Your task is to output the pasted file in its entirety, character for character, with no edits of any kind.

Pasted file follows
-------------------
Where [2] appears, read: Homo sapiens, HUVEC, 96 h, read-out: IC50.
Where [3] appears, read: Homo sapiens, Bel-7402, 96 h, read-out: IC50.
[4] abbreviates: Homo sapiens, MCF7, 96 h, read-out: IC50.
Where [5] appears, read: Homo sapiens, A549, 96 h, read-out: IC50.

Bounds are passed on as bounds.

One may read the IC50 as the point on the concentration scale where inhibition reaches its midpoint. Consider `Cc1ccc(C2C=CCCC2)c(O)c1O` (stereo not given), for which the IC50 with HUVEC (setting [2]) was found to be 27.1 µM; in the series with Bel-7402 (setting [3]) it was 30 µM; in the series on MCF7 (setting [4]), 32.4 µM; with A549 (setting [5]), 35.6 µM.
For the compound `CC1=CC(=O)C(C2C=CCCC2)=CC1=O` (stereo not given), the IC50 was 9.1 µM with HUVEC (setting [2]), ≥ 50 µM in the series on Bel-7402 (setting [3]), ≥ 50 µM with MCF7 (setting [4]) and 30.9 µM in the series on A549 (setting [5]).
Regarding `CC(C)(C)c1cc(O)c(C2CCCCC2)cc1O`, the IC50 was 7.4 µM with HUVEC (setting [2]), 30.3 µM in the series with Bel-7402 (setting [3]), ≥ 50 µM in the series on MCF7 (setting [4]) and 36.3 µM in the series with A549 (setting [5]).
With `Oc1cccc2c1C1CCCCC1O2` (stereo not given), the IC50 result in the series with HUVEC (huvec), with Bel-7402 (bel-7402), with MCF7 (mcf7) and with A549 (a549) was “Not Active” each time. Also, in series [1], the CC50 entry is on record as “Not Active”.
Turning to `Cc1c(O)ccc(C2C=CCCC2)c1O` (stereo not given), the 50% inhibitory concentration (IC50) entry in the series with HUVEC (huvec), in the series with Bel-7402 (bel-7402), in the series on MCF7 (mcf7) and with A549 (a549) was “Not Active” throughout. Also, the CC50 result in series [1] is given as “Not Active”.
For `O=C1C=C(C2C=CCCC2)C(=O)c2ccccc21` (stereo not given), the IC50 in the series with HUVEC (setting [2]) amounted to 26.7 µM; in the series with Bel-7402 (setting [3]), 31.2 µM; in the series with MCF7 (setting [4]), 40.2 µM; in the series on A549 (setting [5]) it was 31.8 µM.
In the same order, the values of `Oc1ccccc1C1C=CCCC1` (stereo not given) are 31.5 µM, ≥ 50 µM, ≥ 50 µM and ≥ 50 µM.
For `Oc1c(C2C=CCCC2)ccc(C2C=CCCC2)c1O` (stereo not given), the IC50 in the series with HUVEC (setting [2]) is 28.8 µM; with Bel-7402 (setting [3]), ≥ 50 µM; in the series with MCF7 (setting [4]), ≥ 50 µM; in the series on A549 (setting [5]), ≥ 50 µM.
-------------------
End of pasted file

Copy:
Where [2] appears, read: Homo sapiens, HUVEC, 96 h, read-out: IC50.
Where [3] appears, read: Homo sapiens, Bel-7402, 96 h, read-out: IC50.
[4] abbreviates: Homo sapiens, MCF7, 96 h, read-out: IC50.
Where [5] appears, read: Homo sapiens, A549, 96 h, read-out: IC50.

Bounds are passed on as bounds.

One may read the IC50 as the point on the concentration scale where inhibition reaches its midpoint. Consider `Cc1ccc(C2C=CCCC2)c(O)c1O` (stereo not given), for which the IC50 with HUVEC (setting [2]) was found to be 27.1 µM; in the series with Bel-7402 (setting [3]) it was 30 µM; in the series on MCF7 (setting [4]), 32.4 µM; with A549 (setting [5]), 35.6 µM.
For the compound `CC1=CC(=O)C(C2C=CCCC2)=CC1=O` (stereo not given), the IC50 was 9.1 µM with HUVEC (setting [2]), ≥ 50 µM in the series on Bel-7402 (setting [3]), ≥ 50 µM with MCF7 (setting [4]) and 30.9 µM in the series on A549 (setting [5]).
Regarding `CC(C)(C)c1cc(O)c(C2CCCCC2)cc1O`, the IC50 was 7.4 µM with HUVEC (setting [2]), 30.3 µM in the series with Bel-7402 (setting [3]), ≥ 50 µM in the series on MCF7 (setting [4]) and 36.3 µM in the series with A549 (setting [5]).
With `Oc1cccc2c1C1CCCCC1O2` (stereo not given), the IC50 result in the series with HUVEC (huvec), with Bel-7402 (bel-7402), with MCF7 (mcf7) and with A549 (a549) was “Not Active” each time. Also, in series [1], the CC50 entry is on record as “Not Active”.
Turning to `Cc1c(O)ccc(C2C=CCCC2)c1O` (stereo not given), the 50% inhibitory concentration (IC50) entry in the series with HUVEC (huvec), in the series with Bel-7402 (bel-7402), in the series on MCF7 (mcf7) and with A549 (a549) was “Not Active” throughout. Also, the CC50 result in series [1] is given as “Not Active”.
For `O=C1C=C(C2C=CCCC2)C(=O)c2ccccc21` (stereo not given), the IC50 in the series with HUVEC (setting [2]) amounted to 26.7 µM; in the series with Bel-7402 (setting [3]), 31.2 µM; in the series with MCF7 (setting [4]), 40.2 µM; in the series on A549 (setting [5]) it was 31.8 µM.
In the same order, the values of `Oc1ccccc1C1C=CCCC1` (stereo not given) are 31.5 µM, ≥ 50 µM, ≥ 50 µM and ≥ 50 µM.
For `Oc1c(C2C=CCCC2)ccc(C2C=CCCC2)c1O` (stereo not given), the IC50 in the series with HUVEC (setting [2]) is 28.8 µM; with Bel-7402 (setting [3]), ≥ 50 µM; in the series with MCF7 (setting [4]), ≥ 50 µM; in the series on A549 (setting [5]), ≥ 50 µM.